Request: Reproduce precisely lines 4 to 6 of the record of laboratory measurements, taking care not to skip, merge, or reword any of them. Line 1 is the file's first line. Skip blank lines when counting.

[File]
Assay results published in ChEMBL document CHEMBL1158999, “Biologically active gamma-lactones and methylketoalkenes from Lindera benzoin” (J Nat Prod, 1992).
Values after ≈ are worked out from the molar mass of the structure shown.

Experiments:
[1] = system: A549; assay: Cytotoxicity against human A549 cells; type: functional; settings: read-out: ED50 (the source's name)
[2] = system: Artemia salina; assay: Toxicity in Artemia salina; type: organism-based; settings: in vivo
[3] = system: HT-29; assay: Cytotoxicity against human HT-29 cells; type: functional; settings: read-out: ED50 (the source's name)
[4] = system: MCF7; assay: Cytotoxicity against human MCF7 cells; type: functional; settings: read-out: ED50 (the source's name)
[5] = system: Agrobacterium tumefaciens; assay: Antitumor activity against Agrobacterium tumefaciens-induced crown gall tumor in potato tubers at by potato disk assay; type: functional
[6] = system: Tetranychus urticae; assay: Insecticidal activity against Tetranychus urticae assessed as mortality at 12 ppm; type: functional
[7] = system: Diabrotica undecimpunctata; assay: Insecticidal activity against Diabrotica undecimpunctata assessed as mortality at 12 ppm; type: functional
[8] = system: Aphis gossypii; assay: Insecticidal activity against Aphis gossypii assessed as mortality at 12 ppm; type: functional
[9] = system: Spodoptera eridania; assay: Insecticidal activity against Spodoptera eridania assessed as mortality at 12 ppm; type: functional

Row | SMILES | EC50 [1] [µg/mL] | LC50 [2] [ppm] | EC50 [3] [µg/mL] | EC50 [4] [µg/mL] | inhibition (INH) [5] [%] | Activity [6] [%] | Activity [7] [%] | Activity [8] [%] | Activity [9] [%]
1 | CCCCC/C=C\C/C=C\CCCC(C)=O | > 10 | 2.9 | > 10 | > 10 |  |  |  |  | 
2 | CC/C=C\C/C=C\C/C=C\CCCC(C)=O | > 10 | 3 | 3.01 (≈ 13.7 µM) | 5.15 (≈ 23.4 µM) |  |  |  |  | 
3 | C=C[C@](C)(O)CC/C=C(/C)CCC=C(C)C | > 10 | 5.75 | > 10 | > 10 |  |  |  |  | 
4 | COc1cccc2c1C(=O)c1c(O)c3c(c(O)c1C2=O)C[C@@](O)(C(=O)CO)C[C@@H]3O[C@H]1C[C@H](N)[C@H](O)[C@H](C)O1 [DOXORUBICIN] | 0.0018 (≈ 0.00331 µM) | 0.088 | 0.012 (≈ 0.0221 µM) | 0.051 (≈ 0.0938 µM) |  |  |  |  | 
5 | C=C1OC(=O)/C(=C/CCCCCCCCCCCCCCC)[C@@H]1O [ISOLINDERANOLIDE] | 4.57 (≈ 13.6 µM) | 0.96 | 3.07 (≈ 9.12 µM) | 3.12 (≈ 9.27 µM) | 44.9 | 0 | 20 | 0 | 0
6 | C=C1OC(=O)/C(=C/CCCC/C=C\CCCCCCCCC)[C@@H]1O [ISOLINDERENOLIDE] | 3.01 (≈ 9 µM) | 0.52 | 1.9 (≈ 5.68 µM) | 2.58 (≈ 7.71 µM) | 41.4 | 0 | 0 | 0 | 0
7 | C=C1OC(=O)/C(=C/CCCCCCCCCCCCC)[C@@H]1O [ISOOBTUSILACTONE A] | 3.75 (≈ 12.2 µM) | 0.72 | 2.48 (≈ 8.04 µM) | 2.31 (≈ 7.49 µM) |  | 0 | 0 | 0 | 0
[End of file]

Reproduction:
[1] = system: A549; assay: Cytotoxicity against human A549 cells; type: functional; settings: read-out: ED50 (the source's name)
[2] = system: Artemia salina; assay: Toxicity in Artemia salina; type: organism-based; settings: in vivo
[3] = system: HT-29; assay: Cytotoxicity against human HT-29 cells; type: functional; settings: read-out: ED50 (the source's name)